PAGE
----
Running that day obviously didn’t kill me and I must have liked it, at least somewhat. I kept at it, although it wasn’t always easy. For years, while coaching football and baseball, with Mike and Matt coming along, running meant getting up and out there at 5 AM every day, usually with my coaching buddies Larry Bittinger and Bruce Gilbert. And now, 35 years later, I’m still at it—and I love to run!

How about you? How and when did you get started? On what paths has running taken you? I hope they’ve been as fun and rewarding as mine have been.

***At the Crim, Doug Goodhue, now age 67, ran a 63:53, a stunning time. I remember the drive home with my buddy Bob Drapal was mostly dominated with talk about that time at that age. We’re both in our 60s and were amazed. A later check of the records discovered that Goodhue’s run was almost two minutes slower than the age-group record for ten miles—two minutes! That is hard to believe. Regardless, Goodhue’s time is remarkable.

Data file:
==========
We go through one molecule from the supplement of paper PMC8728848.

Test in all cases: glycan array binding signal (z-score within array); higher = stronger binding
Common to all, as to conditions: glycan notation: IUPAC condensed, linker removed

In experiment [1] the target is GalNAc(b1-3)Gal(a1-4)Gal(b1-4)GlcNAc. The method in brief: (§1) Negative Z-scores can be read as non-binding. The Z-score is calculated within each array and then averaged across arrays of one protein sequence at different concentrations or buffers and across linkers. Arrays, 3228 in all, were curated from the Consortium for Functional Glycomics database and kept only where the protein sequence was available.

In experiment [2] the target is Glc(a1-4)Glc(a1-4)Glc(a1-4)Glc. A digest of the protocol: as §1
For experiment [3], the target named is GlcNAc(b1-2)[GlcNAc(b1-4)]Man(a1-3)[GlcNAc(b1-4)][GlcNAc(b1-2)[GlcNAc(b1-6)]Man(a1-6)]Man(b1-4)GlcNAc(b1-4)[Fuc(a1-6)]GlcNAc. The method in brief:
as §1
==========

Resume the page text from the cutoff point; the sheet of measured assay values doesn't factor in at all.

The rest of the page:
Then, a couple weeks later, he aimed for and broke the national 65-69 age-group record for 20K in New Haven, CT. His 1:20:05 broke the old mark once held by another Michigan runner, Gerard Malaczynski. It age-grades to 61:51! The masters record is 63:06.

According to Randy Step in the Running Fit weekly newsletter, Goodhue ran even splits, “two back-to-back 40-minute 10Ks.” Imagine that. Congratulations to Doug.
***Details about the 2010 Run Thru Hell are out. “It is a one-year event only,” said race director Chuck Block of Michigan Running Foundation, “with a specific goal of purchasing a wheelchair-accessible minivan so Dolores and Harrison [Hensley] can go to road races again.”